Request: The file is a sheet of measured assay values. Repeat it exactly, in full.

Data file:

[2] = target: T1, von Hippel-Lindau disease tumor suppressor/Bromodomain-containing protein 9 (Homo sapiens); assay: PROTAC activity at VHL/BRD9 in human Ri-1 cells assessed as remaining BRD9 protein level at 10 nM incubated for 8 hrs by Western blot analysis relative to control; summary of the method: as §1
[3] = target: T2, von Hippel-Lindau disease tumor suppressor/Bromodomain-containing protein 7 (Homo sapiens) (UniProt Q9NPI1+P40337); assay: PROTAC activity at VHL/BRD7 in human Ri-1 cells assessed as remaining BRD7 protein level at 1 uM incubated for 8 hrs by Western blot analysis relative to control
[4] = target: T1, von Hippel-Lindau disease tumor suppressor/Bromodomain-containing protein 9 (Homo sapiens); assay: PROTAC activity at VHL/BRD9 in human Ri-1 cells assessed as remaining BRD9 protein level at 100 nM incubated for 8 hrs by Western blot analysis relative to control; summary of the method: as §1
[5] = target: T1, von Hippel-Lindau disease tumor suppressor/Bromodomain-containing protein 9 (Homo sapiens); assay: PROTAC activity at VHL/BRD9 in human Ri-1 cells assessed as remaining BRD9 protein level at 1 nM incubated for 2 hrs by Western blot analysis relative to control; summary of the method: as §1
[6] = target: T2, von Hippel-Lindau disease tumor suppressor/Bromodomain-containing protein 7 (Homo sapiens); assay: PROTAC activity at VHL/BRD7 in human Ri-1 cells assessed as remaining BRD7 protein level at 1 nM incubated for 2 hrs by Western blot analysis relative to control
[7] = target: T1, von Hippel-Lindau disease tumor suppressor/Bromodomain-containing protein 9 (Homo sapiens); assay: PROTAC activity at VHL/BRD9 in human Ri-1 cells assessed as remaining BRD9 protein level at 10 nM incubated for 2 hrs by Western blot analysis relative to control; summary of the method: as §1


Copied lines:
[2] = target: T1, von Hippel-Lindau disease tumor suppressor/Bromodomain-containing protein 9 (Homo sapiens); assay: PROTAC activity at VHL/BRD9 in human Ri-1 cells assessed as remaining BRD9 protein level at 10 nM incubated for 8 hrs by Western blot analysis relative to control; summary of the method: as §1
[3] = target: T2, von Hippel-Lindau disease tumor suppressor/Bromodomain-containing protein 7 (Homo sapiens) (UniProt Q9NPI1+P40337); assay: PROTAC activity at VHL/BRD7 in human Ri-1 cells assessed as remaining BRD7 protein level at 1 uM incubated for 8 hrs by Western blot analysis relative to control
[4] = target: T1, von Hippel-Lindau disease tumor suppressor/Bromodomain-containing protein 9 (Homo sapiens); assay: PROTAC activity at VHL/BRD9 in human Ri-1 cells assessed as remaining BRD9 protein level at 100 nM incubated for 8 hrs by Western blot analysis relative to control; summary of the method: as §1
[5] = target: T1, von Hippel-Lindau disease tumor suppressor/Bromodomain-containing protein 9 (Homo sapiens); assay: PROTAC activity at VHL/BRD9 in human Ri-1 cells assessed as remaining BRD9 protein level at 1 nM incubated for 2 hrs by Western blot analysis relative to control; summary of the method: as §1
[6] = target: T2, von Hippel-Lindau disease tumor suppressor/Bromodomain-containing protein 7 (Homo sapiens); assay: PROTAC activity at VHL/BRD7 in human Ri-1 cells assessed as remaining BRD7 protein level at 1 nM incubated for 2 hrs by Western blot analysis relative to control
[7] = target: T1, von Hippel-Lindau disease tumor suppressor/Bromodomain-containing protein 9 (Homo sapiens); assay: PROTAC activity at VHL/BRD9 in human Ri-1 cells assessed as remaining BRD9 protein level at 10 nM incubated for 2 hrs by Western blot analysis relative to control; summary of the method: as §1